Extensive voting rights for student representatives
Under the previously existing framework established by the Law on Higher Education, students’ parliaments had the right to appoint a number of representatives to key bodies of their parent institution, but these representatives had no voting rights and were to be included only in discussions strictly related to student matters. The Law on Student Organization dramatically expands the list of subjects which are considered to be of relevance to students, while also granting student representatives full voting rights regarding these subjects. Most importantly, student representatives can now vote for their preferred candidates for their institution’s management, and they can participate in the crafting of the institution’s budget. It can be argued that these reforms are, in fact, so substantial that they nearly recognize students as co-equal partners in governing and managing their institutions, an extremely positive development.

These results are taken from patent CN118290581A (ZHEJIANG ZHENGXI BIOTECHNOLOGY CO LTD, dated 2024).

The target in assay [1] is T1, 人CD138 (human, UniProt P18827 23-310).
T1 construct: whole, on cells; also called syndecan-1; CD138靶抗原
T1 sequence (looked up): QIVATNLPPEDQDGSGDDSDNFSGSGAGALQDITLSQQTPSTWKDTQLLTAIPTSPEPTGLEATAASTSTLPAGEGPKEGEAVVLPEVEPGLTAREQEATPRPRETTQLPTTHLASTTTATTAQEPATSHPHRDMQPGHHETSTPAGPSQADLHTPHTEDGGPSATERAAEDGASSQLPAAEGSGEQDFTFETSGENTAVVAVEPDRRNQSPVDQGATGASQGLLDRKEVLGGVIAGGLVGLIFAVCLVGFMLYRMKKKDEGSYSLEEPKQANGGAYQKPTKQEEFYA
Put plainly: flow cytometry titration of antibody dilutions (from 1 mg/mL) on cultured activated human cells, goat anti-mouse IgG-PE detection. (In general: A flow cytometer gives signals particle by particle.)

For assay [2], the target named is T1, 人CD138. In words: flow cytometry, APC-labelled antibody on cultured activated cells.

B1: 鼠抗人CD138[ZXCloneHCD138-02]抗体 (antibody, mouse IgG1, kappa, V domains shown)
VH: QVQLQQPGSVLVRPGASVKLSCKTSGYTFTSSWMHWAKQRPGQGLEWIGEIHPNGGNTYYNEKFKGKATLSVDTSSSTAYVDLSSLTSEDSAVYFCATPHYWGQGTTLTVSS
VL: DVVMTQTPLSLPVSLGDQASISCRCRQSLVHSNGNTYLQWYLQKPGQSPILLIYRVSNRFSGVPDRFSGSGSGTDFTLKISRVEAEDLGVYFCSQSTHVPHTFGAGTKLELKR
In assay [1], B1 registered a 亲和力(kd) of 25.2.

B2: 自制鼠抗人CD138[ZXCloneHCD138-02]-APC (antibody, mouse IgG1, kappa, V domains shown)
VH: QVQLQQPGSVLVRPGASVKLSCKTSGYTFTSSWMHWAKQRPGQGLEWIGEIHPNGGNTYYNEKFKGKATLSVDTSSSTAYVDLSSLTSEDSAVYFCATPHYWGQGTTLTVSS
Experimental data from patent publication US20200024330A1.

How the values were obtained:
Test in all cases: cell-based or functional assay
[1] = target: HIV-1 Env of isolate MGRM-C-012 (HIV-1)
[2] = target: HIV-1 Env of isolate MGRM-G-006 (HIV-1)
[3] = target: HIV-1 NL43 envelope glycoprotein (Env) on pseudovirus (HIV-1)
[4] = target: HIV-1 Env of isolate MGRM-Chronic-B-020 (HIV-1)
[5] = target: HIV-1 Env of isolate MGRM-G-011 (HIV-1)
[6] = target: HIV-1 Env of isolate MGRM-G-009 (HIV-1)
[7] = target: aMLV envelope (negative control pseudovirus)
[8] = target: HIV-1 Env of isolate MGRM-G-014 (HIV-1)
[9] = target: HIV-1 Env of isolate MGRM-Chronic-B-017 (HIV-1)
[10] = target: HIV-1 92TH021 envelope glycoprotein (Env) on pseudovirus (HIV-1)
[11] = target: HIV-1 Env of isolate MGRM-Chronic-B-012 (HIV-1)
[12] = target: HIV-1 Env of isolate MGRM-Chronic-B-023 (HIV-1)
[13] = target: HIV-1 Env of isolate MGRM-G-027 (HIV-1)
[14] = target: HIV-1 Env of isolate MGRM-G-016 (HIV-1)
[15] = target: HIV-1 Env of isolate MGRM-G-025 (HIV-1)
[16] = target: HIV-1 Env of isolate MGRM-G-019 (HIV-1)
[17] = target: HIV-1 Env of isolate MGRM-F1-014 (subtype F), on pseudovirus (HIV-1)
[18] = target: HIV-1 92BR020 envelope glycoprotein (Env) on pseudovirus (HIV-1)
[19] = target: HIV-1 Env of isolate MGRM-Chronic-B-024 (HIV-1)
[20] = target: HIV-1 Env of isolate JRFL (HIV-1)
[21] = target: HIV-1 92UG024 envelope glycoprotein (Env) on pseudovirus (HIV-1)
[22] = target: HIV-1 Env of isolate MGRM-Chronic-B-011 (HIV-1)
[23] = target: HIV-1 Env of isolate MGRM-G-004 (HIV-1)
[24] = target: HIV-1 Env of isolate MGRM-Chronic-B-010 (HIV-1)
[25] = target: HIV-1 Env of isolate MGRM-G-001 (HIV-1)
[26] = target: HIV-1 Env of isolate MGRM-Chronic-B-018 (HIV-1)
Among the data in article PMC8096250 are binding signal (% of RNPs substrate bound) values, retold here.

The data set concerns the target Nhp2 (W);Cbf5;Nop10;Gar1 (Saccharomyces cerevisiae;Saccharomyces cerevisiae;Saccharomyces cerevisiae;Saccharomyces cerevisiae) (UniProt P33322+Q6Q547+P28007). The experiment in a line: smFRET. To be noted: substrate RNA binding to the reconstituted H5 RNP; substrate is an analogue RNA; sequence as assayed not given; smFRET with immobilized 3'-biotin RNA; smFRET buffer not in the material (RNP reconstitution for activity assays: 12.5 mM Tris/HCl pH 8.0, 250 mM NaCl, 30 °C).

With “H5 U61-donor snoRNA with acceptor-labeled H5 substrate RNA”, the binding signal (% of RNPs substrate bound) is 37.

Discriminatory election provisions
Only those students who receive an endorsement from an official student organization, or an unofficial group of students accounting for at least 10% of the student body, are allowed to run for parliament. This provision is hard to reconcile with the Law’s stated purpose of students’ parliaments – allowing students to defend their rights at their institutions. The 10% threshold for informal groups is particularly onerous and insidious. As mentioned before, student organizations are legally a type of citizen association, and the law governing citizen associations requires that they have at minimum 3 founding members, underlining the absurdity of this threshold. It nearly guarantees that all members of students’ parliaments will be nominated by student organizations, which in turn acquire key characteristics of political parties. However, the biggest issue by far is that the Law provides no guarantees for free and fair elections. Student parliaments are entitled to determine the manner and rules of elections as they see fit, with no external oversight of any kind, because their own parent institutions cannot override those decisions. Recall that according to the Law, student government is almost completely autonomous, so quite ironically, the same provisions which give it its powers also make it potentially very undemocratic.